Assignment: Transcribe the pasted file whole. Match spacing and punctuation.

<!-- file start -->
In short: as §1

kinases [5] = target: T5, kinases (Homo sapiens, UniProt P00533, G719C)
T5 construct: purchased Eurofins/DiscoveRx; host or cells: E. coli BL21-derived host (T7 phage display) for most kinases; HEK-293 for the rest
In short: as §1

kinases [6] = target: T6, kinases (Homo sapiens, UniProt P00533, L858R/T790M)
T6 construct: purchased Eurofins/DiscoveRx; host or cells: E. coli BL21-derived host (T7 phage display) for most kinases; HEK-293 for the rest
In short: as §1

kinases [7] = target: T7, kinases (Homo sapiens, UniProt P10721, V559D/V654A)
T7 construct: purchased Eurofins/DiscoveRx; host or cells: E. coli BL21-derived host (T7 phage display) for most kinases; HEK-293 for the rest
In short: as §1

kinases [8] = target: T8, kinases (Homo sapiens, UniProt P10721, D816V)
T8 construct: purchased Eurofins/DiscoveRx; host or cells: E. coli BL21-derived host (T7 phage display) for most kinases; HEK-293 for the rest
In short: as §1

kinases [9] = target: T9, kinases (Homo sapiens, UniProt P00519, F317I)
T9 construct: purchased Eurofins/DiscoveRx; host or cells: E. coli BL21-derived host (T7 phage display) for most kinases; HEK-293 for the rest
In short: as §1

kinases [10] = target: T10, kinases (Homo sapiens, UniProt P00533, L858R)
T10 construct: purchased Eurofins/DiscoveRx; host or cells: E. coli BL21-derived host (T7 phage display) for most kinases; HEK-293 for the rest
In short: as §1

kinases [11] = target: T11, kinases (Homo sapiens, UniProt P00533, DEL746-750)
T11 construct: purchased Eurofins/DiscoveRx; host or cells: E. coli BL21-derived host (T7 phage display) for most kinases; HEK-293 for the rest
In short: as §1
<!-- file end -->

In short: as §1

kinases [5] = target: T5, kinases (Homo sapiens, UniProt P00533, G719C)
T5 construct: purchased Eurofins/DiscoveRx; host or cells: E. coli BL21-derived host (T7 phage display) for most kinases; HEK-293 for the rest
In short: as §1

kinases [6] = target: T6, kinases (Homo sapiens, UniProt P00533, L858R/T790M)
T6 construct: purchased Eurofins/DiscoveRx; host or cells: E. coli BL21-derived host (T7 phage display) for most kinases; HEK-293 for the rest
In short: as §1

kinases [7] = target: T7, kinases (Homo sapiens, UniProt P10721, V559D/V654A)
T7 construct: purchased Eurofins/DiscoveRx; host or cells: E. coli BL21-derived host (T7 phage display) for most kinases; HEK-293 for the rest
In short: as §1

kinases [8] = target: T8, kinases (Homo sapiens, UniProt P10721, D816V)
T8 construct: purchased Eurofins/DiscoveRx; host or cells: E. coli BL21-derived host (T7 phage display) for most kinases; HEK-293 for the rest
In short: as §1

kinases [9] = target: T9, kinases (Homo sapiens, UniProt P00519, F317I)
T9 construct: purchased Eurofins/DiscoveRx; host or cells: E. coli BL21-derived host (T7 phage display) for most kinases; HEK-293 for the rest
In short: as §1

kinases [10] = target: T10, kinases (Homo sapiens, UniProt P00533, L858R)
T10 construct: purchased Eurofins/DiscoveRx; host or cells: E. coli BL21-derived host (T7 phage display) for most kinases; HEK-293 for the rest
In short: as §1

kinases [11] = target: T11, kinases (Homo sapiens, UniProt P00533, DEL746-750)
T11 construct: purchased Eurofins/DiscoveRx; host or cells: E. coli BL21-derived host (T7 phage display) for most kinases; HEK-293 for the rest
In short: as §1